Q: I own in a large co-op complex, and personally qualify for a STAR tax rebate. [Ed note: It's a tax rebate available to homeowners 65 or older, as well as those within certain income brackets.] My co-op lumps all the rebates for which people in the building qualify as a single credit to the cooperative, and re-distributes the credit to people individually based on a formula to determine their share of the rebate. However, the co-op then grabs most of that rebate back via assessments, meaning that every owner gets to benefit from a rebate only certain people qualified for, and on the flip side, those who did qualify are deprived of their benefit. Is this legal?
There are very specific rules for how co-ops should credit shareholders who receive STAR tax rebates, and your building doesn't seem to be following them, say our experts.
"The law mandates the cooperative and/or its managing agent to administer the tax rebate and to credit the STAR tax exemption only to those tenant shareholders who qualify for the exemption," says real estate attorney Steve Wagner of Wagner Berkow.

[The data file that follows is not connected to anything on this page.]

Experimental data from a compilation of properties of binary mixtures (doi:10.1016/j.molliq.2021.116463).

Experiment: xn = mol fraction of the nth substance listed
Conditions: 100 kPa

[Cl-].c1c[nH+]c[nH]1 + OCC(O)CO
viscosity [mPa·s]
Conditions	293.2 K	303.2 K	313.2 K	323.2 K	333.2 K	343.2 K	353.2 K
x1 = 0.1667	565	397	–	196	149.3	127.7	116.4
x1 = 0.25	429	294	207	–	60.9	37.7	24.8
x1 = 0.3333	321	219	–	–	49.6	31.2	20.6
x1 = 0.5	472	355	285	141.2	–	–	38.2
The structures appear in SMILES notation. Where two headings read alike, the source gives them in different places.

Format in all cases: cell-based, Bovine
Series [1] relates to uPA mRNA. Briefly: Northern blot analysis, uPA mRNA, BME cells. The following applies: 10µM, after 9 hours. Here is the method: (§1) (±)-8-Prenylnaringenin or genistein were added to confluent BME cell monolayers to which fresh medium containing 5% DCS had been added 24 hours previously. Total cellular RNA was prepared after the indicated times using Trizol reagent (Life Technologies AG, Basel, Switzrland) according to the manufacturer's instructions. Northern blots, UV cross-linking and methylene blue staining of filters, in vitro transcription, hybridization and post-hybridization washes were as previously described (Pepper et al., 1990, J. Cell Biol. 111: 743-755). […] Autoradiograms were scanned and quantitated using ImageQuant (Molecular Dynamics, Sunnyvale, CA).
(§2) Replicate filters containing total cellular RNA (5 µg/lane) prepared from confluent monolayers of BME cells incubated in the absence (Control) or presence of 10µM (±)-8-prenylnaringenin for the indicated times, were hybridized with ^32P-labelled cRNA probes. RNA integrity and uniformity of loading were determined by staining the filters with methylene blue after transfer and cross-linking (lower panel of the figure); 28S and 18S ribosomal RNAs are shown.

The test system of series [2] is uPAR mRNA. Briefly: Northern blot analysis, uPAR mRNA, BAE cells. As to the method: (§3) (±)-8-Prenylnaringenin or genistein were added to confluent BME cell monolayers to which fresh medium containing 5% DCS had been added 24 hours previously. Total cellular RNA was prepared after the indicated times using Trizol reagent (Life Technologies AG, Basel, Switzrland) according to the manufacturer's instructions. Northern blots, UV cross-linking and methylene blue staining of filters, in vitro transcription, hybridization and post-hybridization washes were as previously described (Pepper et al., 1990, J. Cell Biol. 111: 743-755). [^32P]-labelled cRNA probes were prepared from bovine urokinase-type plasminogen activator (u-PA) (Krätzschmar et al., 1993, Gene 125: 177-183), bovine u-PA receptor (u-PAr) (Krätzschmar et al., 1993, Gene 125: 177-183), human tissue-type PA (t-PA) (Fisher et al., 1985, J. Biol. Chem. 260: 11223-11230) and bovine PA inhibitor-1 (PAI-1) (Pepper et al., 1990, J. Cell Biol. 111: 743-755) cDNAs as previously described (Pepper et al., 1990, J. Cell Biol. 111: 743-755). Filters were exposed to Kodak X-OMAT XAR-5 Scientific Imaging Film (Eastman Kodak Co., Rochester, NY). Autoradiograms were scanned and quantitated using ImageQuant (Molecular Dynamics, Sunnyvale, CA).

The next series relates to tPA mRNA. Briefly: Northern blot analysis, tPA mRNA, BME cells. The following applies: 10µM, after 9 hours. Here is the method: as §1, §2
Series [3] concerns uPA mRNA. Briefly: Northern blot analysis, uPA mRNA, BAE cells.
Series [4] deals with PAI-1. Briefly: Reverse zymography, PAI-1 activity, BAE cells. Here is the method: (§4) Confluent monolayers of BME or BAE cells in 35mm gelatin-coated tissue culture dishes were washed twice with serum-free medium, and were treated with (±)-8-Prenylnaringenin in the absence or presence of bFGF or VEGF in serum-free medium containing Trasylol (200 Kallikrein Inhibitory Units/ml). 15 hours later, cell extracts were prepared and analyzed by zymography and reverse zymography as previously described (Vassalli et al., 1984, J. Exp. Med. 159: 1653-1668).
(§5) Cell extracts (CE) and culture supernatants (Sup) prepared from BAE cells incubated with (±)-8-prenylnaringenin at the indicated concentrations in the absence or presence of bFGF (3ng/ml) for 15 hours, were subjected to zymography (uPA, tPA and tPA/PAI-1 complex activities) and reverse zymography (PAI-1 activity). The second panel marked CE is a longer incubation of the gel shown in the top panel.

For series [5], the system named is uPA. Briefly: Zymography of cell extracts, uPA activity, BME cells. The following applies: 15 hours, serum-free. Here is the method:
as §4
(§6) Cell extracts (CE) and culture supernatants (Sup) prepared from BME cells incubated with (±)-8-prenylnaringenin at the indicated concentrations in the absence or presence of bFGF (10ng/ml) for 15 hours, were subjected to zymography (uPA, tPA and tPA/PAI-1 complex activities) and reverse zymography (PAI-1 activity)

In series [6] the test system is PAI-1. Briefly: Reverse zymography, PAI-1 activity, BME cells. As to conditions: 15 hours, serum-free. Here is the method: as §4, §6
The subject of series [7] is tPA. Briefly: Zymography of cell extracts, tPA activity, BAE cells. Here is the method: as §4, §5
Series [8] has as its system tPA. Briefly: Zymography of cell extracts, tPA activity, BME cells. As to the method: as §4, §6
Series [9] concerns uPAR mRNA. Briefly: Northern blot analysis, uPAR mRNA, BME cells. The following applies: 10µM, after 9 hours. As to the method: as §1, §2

Once your co-op gets information from the taxing authority on which apartments and owners qualify for the rebate, says Wagner, the managing agent is supposed to calculate the amount of savings for each qualifying shareholder, and either credit those savings against your usual monthly taxes, or give you the money in one lump sum. (If they choose the former option and credit your STAR savings to your monthly taxes, they can choose to do this over the course of 12 months, 6 months, or a single month, adjusting the amount of monthly savings accordingly.)
The New York State Department of Taxation and Finance has a detailed guide on how co-op buildings should handle residents' STAR rebates here—if your board or managing agent has been doing some "fuzzy math" on getting you the full amount of your rebate, you'd do well to remind them of these rules.
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